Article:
The main activities of the German Aerospace Center (DLR) sites Göttingen and Braunschweig are aviation and traffic engineering. DLR Göttingen employs more than 400 experts in the foundation- and application-oriented field of aviation research.
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Aircraft engine noise is a socially pressing issue with a wide range of causes. Until now, turbulent fluctuations in the exhaust gas stream have not been fully understood as one of the major sources of noise. Researchers at the German Aerospace Center (Deutsches Zentrum für Luft- und Raumfahrt; DLR) have now managed to make these turbulent flow structures in the engine exhaust gases visible using imaging laser measurement technology, and they have measured the overall flow behind the engine with unprecedented quality. Future generations of engines will be able to benefit from this new knowledge.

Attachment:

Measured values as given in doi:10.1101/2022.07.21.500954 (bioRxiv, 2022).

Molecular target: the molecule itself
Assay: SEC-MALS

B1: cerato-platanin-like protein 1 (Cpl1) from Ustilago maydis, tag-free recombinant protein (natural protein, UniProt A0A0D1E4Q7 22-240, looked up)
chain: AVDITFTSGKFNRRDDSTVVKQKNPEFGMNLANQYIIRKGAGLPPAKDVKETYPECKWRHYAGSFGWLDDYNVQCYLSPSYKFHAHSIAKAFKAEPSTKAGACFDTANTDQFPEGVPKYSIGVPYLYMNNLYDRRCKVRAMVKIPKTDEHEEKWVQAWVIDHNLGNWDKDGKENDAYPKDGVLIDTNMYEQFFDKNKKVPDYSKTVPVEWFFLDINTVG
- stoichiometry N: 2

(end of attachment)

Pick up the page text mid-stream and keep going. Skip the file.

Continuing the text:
Seventy-five years ago, flow researchers at the Aerodynamic Research Institute (Aerodynamischen Versuchsanstalt; AVA) in Göttingen unveiled a car that, for many years, was considered the quintessential execution of aerodynamic design in vehicle construction; its name was the Schlörwagen. A large number of myths have arisen about what became of the vehicle. Now the archives at the German Aerospace Center (DLR) – the successor to AVA – have helped shed light on some of the mysteries.
Scientists at DLR Göttingen have achieved a world first – showing the deformation of an aircraft propeller blade during flight. They have developed a special camera that can resist the enormous forces exerted during rotation.
To fly once around the world, across continents and oceans – powered by the Sun; this is the unprecedented goal of the Solar Impulse project. The flying venture is expected to take place in 2015, using an extremely lightweight aircraft covered with solar cells and powered by four electrically driven propellers.